The Deficit Show

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JOYCE MCMILLAN on THE DEFICIT SHOW at Oran Mor, Glasgow, for The Scotsman, 5.11.13.
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3 stars ***

WHEN THE Play, Pie and Pint lunchtime season at Oran Mor decides it’s time for a political cabaret, it draws on one of the most venerable traditions in Scottish theatre; through David MacLennan, Play, Pie And Pint’s founder, the line stretches back to the early days of 7:84 Scotland, and beyond.

This time around, though, the Oran Mor team’s decision to stage a cabaret about the deficit – about who defines it, whether it exists, and what should be done about it – seems to provoke a slightly uncertain response, in the both audience and artsists. After a season in which seats have been hard to find at Oran Mor, this show attracts a smaller, quieter crowd; and the show itself seems more like a 55-minutes of random thoughts about fiscal lies, political truth, and the hard facts of poverty and inequality, than a cabaret driven from start to finish by a powerful and energised political argument.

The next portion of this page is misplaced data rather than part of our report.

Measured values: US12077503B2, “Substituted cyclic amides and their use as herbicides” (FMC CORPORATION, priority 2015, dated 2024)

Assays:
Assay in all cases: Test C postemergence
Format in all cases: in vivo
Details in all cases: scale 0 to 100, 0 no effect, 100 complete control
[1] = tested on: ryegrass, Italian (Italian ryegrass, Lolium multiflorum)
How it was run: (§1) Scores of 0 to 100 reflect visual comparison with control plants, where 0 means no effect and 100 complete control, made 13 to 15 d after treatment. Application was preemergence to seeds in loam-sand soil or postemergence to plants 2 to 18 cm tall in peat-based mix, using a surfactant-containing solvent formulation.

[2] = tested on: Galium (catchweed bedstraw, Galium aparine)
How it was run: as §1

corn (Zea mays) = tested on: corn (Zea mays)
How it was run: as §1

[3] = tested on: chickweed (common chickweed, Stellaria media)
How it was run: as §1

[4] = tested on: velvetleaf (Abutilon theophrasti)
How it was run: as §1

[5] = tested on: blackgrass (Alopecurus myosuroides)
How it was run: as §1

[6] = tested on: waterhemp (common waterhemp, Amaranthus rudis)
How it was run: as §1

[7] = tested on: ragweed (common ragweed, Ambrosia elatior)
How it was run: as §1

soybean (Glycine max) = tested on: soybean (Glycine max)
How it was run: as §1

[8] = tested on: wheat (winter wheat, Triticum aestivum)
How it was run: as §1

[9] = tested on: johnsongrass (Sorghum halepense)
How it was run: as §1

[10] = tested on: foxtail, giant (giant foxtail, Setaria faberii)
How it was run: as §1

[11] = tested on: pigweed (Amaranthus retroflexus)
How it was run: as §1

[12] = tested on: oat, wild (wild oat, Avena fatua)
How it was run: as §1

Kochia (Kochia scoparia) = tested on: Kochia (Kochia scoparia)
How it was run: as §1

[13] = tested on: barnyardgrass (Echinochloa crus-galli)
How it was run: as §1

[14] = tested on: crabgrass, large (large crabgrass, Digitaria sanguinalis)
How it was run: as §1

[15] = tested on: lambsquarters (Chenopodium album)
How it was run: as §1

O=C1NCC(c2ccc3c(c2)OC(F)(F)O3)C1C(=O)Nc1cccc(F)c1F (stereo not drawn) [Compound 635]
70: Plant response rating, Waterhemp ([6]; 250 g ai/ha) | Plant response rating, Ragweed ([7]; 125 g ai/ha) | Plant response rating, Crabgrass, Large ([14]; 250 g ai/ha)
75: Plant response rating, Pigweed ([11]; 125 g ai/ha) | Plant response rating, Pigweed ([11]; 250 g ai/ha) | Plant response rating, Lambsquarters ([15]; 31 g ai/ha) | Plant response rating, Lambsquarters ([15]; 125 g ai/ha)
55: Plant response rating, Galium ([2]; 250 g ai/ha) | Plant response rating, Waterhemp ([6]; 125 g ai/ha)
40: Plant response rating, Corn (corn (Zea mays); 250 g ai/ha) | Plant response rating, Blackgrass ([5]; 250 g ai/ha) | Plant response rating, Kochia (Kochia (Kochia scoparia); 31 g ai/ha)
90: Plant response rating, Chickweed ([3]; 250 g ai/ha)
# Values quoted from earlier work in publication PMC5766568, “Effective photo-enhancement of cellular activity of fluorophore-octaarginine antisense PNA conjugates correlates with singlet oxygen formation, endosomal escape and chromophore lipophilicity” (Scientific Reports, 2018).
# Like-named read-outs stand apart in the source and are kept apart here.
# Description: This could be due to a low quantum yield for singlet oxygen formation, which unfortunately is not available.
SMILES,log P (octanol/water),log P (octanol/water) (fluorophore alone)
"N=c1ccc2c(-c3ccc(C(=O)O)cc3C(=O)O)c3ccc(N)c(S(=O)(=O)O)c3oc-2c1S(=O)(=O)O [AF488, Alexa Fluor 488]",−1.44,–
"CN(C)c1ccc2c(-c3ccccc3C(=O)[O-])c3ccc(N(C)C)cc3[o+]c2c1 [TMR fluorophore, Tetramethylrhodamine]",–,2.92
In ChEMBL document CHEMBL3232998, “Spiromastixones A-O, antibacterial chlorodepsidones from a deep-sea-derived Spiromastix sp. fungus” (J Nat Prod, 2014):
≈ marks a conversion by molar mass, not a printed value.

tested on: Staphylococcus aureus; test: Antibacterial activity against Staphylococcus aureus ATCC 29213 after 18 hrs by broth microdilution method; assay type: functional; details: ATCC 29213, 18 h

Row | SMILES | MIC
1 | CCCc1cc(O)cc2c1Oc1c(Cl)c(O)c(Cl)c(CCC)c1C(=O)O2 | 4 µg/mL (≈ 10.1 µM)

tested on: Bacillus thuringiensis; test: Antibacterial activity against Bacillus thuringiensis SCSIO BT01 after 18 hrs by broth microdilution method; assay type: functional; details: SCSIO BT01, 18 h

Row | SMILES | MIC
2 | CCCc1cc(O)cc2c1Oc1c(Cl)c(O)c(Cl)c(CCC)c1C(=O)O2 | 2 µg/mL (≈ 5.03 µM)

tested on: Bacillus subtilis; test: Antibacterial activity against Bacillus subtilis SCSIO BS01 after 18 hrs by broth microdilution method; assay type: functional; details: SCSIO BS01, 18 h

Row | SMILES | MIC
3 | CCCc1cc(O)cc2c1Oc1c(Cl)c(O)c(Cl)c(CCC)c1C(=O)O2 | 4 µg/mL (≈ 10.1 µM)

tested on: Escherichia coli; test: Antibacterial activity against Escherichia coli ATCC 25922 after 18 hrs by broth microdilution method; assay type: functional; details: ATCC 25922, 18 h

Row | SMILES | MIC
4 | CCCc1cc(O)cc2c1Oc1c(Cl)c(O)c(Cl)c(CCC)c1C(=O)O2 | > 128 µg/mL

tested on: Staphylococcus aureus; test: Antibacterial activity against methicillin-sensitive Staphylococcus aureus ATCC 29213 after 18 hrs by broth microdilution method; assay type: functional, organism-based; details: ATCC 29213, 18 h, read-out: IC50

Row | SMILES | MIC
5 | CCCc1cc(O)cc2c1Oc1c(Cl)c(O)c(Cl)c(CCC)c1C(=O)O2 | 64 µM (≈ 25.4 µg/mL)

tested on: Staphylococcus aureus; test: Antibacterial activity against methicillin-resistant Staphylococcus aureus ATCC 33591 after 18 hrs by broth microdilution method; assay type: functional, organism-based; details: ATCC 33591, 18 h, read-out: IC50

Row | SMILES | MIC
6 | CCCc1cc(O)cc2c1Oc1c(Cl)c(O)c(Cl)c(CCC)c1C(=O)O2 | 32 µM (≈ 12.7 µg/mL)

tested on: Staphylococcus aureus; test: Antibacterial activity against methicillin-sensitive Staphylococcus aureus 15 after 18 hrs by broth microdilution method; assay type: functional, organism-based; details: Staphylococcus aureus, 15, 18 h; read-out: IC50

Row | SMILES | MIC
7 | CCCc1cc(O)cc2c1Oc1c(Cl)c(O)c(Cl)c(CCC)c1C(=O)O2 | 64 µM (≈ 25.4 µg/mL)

Written by a ten-strong team that includes David MacLennan, Dave Anderson, Kieran Hurley, Alan Bissett, director Gary McNair, and four of the five cast members, the show has its telling moments, notably a fine Springsteen-inspired satirical song Born In G32, about the fate of those born in Glasgow’s most deprived post-code area, delivered with flair by Sandy Nelson. When it comes to the final song though – an edgy anthem about how the Tories are trying to finish what they started, back in the 1980’s – the tone somehow seems more desperate than upbeat. The need for a struggle is obvious, to any bunch of artists remotely connected to political history. The question, though is whether there actually is a struggle, at the moment, which the Oran Mor audience could think of joining; and so long as that remains uncertain, the songs of revolution somehow seem hard to write, and harder to sing with any relish.

ENDS ENDS

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